Agriculture remains the dominant sector in the economies of most Sub-Saharan African countries. However, the experience of agricultural growth in the region stands in sharp contrast to the robust performance of agriculture in many Asian countries, particularly China. In a number of African countries, labor productivity has fallen and land productivity has not risen significantly. In China, on the other hand, land and labor productivities have increased steadily over the past two decades. An examination of factors underlying the contrasting experiences of China and countries in Sub-Saharan Africa reveals important differences in the institutional and policy environments affecting the use of new and profitable technologies to raise land and labor productivities.
food self-sufficiency, which has been called “food fundamentalism”, particularly in grain production irrespective of the differences in regional comparative advantages. Also, it kept the producer prices of agricultural goods at levels that were far below the border prices to provide cheap food to industrial workers and urban consumers. Prices were administratively determined. Producers’ sales quotas were fixed. Statepurchaseprices and state selling prices bore little relationship to each other. Prices were irrelevant to distribution, since commodities were
, at the beginning of the reform program, intended to encourage agricultural production only by raising statepurchaseprices, increasing state investment in agriculture, and improving management of the commune system. Initiatives that disrupted collective production were strictly prohibited. Farmers in poor regions, however, secretly experimented with household-based production responsibility systems. Good harvests by teams that adopted the experiment attracted others to experiment the next year. In 1979, only 1 percent of all production teams adopted the household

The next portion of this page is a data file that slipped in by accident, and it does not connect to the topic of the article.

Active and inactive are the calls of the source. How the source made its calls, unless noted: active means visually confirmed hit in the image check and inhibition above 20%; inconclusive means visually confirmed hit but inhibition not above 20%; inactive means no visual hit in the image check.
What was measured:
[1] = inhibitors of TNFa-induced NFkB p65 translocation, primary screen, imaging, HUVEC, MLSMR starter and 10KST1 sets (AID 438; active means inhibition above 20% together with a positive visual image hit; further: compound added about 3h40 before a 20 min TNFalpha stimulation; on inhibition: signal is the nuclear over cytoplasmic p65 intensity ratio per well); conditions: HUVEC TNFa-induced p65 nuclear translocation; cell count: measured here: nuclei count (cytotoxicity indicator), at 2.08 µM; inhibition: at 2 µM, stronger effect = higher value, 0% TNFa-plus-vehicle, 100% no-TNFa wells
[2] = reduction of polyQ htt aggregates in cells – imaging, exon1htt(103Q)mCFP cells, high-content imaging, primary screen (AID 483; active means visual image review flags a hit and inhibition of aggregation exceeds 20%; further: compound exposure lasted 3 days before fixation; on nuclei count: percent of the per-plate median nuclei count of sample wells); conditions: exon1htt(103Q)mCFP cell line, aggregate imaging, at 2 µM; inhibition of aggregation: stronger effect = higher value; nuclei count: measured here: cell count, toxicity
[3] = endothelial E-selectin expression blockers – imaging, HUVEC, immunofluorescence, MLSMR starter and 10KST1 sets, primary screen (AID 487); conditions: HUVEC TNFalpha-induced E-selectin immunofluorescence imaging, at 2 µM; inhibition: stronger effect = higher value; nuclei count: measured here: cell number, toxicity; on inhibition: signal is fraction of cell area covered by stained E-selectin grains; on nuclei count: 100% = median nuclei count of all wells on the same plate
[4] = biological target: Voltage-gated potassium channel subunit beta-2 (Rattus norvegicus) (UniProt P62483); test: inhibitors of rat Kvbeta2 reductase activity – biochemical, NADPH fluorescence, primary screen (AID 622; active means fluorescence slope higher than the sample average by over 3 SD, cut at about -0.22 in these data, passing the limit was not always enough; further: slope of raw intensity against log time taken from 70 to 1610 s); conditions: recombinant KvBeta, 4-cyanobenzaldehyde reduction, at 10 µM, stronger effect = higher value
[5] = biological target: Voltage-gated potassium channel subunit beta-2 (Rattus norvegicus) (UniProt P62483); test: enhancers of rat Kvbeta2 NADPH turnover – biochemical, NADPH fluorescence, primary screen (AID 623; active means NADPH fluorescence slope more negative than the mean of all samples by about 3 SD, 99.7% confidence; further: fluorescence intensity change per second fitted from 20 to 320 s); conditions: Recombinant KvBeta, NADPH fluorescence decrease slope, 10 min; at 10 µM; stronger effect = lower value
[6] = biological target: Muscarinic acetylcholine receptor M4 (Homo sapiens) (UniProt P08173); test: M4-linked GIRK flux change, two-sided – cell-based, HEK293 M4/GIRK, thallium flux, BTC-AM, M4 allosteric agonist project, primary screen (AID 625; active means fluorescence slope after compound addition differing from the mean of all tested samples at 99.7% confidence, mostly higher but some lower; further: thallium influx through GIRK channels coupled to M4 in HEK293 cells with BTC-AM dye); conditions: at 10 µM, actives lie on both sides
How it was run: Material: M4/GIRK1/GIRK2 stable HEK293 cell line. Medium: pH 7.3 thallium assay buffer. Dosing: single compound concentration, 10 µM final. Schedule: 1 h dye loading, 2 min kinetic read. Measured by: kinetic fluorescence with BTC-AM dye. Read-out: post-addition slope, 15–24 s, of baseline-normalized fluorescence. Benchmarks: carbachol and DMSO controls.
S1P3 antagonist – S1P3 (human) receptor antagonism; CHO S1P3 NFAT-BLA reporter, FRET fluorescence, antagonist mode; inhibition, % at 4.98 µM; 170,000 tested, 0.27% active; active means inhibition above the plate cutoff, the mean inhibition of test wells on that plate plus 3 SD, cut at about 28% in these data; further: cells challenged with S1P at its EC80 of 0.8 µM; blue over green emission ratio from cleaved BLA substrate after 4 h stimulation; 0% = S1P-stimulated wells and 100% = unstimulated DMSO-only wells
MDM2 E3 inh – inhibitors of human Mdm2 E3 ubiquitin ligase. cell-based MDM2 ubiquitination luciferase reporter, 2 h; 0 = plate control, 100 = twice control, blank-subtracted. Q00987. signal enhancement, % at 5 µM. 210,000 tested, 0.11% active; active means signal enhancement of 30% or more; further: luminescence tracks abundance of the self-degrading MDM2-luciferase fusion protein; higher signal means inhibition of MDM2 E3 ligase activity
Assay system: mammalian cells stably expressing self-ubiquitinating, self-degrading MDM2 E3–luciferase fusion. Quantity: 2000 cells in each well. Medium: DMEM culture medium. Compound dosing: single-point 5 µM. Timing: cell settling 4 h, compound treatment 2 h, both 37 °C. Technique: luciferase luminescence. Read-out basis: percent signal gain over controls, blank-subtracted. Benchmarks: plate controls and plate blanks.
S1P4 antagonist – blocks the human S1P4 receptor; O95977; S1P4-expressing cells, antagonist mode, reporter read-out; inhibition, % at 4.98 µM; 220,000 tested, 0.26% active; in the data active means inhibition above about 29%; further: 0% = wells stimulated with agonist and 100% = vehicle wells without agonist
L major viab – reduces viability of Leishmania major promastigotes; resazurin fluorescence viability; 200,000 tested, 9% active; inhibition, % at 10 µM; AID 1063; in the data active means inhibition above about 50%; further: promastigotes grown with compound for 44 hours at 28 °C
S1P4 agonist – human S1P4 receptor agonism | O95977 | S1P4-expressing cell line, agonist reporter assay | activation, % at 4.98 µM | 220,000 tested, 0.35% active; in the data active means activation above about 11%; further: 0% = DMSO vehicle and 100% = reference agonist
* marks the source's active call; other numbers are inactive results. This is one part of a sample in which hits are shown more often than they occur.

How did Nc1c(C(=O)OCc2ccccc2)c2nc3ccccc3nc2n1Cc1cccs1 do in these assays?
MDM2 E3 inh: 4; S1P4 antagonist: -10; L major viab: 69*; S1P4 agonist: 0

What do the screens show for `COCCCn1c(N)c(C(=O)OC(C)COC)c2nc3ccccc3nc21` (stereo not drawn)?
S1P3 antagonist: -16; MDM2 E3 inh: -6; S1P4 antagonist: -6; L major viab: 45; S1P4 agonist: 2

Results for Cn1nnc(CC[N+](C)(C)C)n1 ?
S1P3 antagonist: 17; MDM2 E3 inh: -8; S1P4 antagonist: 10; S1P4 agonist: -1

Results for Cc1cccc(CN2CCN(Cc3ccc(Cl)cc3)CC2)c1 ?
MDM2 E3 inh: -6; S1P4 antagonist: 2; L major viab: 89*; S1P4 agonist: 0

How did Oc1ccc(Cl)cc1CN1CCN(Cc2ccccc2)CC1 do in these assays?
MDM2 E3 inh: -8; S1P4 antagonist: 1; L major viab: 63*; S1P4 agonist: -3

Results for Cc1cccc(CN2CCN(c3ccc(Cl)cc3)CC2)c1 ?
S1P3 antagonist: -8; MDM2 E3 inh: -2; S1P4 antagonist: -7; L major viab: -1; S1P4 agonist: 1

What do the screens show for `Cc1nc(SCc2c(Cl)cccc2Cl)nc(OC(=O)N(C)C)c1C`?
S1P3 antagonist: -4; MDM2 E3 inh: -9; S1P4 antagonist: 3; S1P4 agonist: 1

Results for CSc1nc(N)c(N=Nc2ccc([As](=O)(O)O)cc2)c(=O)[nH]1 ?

expected in the fourth quarter of 1994, as most grain procurement transactions are made in the latter part of the year ( Table 32 ).
During the first nine months of 1994, the grain subsidy accounted for more than 90 percent of budgetary subsidies (manat 585 million). Prior to April 1994, subsidies were incurred only on the differential between the retail and wholesale prices of the finished product (various baked goods, flour), while the wholesale prices were set roughly in line with the statepurchasingprices. In April, however, the statepurchasingprice of imported
This Background Paper and Statistical Appendix for Turkmenistan examines the developments since November 1993, when the manat was introduced as the national currency. Developments in the real sector and systemic reforms are discussed. Fiscal policies, monetary and credit policies, external developments, and the exchange and trade system are described. The paper highlights that over the medium term, the path toward sustainable growth clearly includes the development of alternative routes for the shipment of gas outside the territory of the Former Soviet Union.